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Weird But Cute! Kuhli Loach Fish Profile and Complete Care Guide

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The Fish Beast

Hello everyone, it’s Pierre the Fish Beast and welcome back to the channel!

In today’s video we're going to talk about the Kuhli Loach. It’s a small, peaceful and unusuallooking fish that is easy to keep and fun to observe. Kuhli Loaches very common and chances are you’ve encountered them or even kept them at one time or another. Being common doesn’t mean that these eellike fish are boring. In fact, they have very interesting behaviors that make them a delight to watch especially in groups. The icing on the cake is that they’re very affordable and hardy too perfect for beginner and expert fishkeepers alike.

Name and Origin:
The Kuhli Loach is known by some other names including the Eel Loach and Leopard Loach. The common name Kuhli Loach comes from its scientific name of Pangio kuhlii, a tribute to the German naturalist Heinrich Kuhl who described the species when he was in Indonesia.

The Kuhli Loach is native to Southeast Asia, specifically Java in Indonesia. Interestingly, what’s often sold as a Kuhli Loach in stores is more likely to be Pangio semicincta, which is another species that looks similar and has the same care requirements and behaviors.

As I’ve mentioned, Kuhli Loaches are extremely common in the hobby and are quite affordable. I got my loaches from a local pet chain store for about 3 dollars each.

Care and Feeding:
Kuhli loaches are tropical fish and require a temperature range of 72 84 degrees Fahrenheit (22 to 29 degrees celsius). They can be adapted to live at a pH of 5.5 to 7.2 but in reality they are very hardy and tolerant. They do best in very clean water with mild to minimal water current.

Kuhli loaches small fish with slender, elongated bodies. They grow to 34 inches (7.6 to 10 cm) in captivity over several years. With proper care and a suitable environment, they can live as long as 10 to 12 years.

Perhaps the most important thing to remember when caring for Kuhli Loaches is that they should always be kept in groups of at least 6 to 8 fish. In nature, Kuhli Loaches gather together in a hiding spot or crevice in the dozens. It is thought that this makes them feel safe. In the aquarium, keeping the Kuhli Loaches in a group will also allow them to be more confident in venturing out to explore the tank even when the lights are on. Getting a group of Kuhli Loaches is easy to do since they’re so cheap and are quite small.

I recommend keeping them in a tank of at least 20 gallons for a group of 6 to 8 loaches. I have approximately 16 to 18 loaches in a 29 gallon planted tank with shrimp.

Kuhli loaches should be kept in a tank with lots of hiding places like driftwood, rock formations and caves. Lots of plants are also good for them in addition to setting off their colors and patterns. They occupy the bottom of the tank and like to sift through the substrate looking for food. It’s best to have them in medium fine sand with no sharp edges so that their whiskerlike barbels don’t rub off or get injured.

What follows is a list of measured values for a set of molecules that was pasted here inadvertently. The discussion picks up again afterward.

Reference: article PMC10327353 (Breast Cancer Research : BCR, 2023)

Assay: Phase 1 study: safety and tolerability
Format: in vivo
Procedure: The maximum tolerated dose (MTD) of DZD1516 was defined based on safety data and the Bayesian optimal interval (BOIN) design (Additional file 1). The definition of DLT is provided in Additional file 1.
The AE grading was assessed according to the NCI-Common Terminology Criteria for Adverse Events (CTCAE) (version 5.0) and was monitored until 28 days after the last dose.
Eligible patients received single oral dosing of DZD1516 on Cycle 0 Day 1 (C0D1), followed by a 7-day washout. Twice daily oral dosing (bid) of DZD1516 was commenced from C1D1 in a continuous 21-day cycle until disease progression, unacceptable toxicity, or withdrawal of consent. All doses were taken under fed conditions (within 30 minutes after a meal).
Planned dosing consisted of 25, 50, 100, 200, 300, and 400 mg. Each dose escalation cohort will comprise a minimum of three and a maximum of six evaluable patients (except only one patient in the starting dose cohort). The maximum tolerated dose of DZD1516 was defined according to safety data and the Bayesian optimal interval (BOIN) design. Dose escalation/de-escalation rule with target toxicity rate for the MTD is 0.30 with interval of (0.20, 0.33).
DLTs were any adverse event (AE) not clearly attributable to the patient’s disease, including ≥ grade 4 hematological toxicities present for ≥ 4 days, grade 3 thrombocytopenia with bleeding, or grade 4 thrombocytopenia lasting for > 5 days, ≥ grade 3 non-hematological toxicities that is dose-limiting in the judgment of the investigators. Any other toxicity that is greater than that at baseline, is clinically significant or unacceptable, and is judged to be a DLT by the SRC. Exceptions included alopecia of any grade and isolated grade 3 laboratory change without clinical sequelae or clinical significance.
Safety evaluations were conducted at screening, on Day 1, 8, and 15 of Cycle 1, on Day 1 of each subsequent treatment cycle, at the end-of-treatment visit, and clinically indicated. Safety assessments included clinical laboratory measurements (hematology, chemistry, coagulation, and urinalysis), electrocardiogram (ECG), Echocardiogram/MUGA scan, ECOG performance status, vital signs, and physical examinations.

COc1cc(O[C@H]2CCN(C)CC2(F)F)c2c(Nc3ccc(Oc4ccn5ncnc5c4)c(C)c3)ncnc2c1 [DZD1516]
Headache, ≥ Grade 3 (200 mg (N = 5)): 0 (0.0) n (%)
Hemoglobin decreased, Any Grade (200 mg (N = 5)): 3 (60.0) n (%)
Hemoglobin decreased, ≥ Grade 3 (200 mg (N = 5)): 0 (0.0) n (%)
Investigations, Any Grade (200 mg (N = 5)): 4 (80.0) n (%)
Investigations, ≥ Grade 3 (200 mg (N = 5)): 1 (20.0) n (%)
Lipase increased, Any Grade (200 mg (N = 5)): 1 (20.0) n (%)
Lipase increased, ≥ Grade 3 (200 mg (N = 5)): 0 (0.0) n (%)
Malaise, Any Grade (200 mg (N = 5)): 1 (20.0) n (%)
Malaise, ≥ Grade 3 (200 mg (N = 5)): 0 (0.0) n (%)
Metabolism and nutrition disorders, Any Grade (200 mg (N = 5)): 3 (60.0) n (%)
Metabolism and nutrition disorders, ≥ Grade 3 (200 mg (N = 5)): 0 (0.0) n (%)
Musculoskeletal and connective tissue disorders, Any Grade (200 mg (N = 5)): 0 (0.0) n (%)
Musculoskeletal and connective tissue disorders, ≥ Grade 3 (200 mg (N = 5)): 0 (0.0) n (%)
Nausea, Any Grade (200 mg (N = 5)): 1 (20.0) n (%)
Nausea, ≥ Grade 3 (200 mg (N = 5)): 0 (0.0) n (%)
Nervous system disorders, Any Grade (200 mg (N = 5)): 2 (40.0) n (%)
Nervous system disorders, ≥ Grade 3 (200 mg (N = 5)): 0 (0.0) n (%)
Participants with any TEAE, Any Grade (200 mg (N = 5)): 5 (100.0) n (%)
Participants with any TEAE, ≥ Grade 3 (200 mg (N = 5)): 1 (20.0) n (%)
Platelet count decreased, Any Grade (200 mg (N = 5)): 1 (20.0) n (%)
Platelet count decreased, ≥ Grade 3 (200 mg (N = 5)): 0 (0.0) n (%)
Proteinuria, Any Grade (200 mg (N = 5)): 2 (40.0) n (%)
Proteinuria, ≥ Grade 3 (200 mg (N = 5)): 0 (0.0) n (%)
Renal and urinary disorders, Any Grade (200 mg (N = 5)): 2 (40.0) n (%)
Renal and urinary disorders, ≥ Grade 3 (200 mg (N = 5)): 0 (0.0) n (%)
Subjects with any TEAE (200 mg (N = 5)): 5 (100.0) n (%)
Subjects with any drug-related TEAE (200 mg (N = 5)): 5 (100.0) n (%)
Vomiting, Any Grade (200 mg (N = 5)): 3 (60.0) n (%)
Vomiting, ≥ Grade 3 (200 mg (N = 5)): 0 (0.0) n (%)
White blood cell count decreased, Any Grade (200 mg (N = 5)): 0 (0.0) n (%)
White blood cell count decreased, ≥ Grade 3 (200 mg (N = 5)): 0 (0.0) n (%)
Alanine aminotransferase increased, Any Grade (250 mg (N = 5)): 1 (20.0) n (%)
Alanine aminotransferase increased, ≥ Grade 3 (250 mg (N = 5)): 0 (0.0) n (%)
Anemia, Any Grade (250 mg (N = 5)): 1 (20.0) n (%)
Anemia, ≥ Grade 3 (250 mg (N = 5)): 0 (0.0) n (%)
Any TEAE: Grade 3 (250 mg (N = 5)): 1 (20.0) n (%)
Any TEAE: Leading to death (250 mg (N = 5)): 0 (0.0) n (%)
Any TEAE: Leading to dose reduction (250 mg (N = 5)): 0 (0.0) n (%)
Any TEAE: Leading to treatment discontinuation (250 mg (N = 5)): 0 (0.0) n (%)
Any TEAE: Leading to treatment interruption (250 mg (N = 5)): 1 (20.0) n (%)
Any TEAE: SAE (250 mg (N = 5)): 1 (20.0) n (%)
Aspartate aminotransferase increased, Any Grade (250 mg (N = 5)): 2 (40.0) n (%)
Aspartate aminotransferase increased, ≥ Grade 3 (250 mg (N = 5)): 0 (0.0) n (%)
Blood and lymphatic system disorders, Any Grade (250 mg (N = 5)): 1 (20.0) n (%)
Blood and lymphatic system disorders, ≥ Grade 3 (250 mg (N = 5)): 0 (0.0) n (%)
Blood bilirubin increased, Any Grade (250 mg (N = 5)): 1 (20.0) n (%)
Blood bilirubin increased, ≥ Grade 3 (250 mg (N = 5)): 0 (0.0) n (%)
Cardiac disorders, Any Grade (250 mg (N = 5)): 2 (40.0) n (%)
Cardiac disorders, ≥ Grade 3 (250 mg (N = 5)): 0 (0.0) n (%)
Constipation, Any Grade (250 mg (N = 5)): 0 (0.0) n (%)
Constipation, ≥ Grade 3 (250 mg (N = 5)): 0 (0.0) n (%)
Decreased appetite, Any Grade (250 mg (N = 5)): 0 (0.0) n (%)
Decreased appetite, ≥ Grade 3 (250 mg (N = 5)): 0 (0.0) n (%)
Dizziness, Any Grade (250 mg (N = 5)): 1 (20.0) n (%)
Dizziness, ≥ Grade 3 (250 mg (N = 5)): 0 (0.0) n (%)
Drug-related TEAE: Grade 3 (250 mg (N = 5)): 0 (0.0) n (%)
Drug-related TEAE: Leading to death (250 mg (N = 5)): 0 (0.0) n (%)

I initially kept my loaches in a quarantine tank for a month and then moved them to an aquarium with plants. You can see how they hide together under the sponge filter.

They are scavengers and micro predators. They will root around for food on the bottom and also eat any small worms or crustaceans they can find and catch. They are very easy to feed and aren’t picky at all. I feed my Kuhli loaches sinking granules or pellets, frozen brine shrimp, bloodworms and even seaweed on occasion.

Even though they’re very shy, they eventually learn to come out during feeding time.

Behavior and Tankmates:
Kuhli loaches are completely peaceful. They don’t bother other fish at all. This means Kuhli Loaches can be kept with many other peaceful species including guppies, other loaches, most tetras, danios, cory catfish and even gouramis and bettas. I keep my Kuhli Loaches in a tank with shrimp. The loaches are quite content to noodle around the bottom like little snakes and nibble on whatever they can find.

It’s not unusual to never see Kuhli Loaches for long stretches of time. In fact some hobbyists assume their loaches have died only to have them reappear months or even years later during a tank breakdown or rearrangement! They are also great escape artists, using their squirmy bodies to squeeze through tiny cracks so make sure to have a wellfitting cover on your tank! Kuhli Loaches can even wind up in filters!

Conclusion:
As you’ve seen, the Kuhli Loach is a wonderful, interesting and quirky fish that is cheap and easy to keep. The next time you’re thinking about some cool additions to your peaceful community tank of at least 20 to 30 gallons, consider picking up some Kuhli loaches!

I enjoy reading your comments and also am happy to answer questions so don’t be shy! Again, please like and subscribe if you haven’t already and as always, thanks for watching and happy fishkeeping!

All the footage in this video are from fish that I keep.

#aquarium #tropicalfish #fishbeast

posted by izzatoke4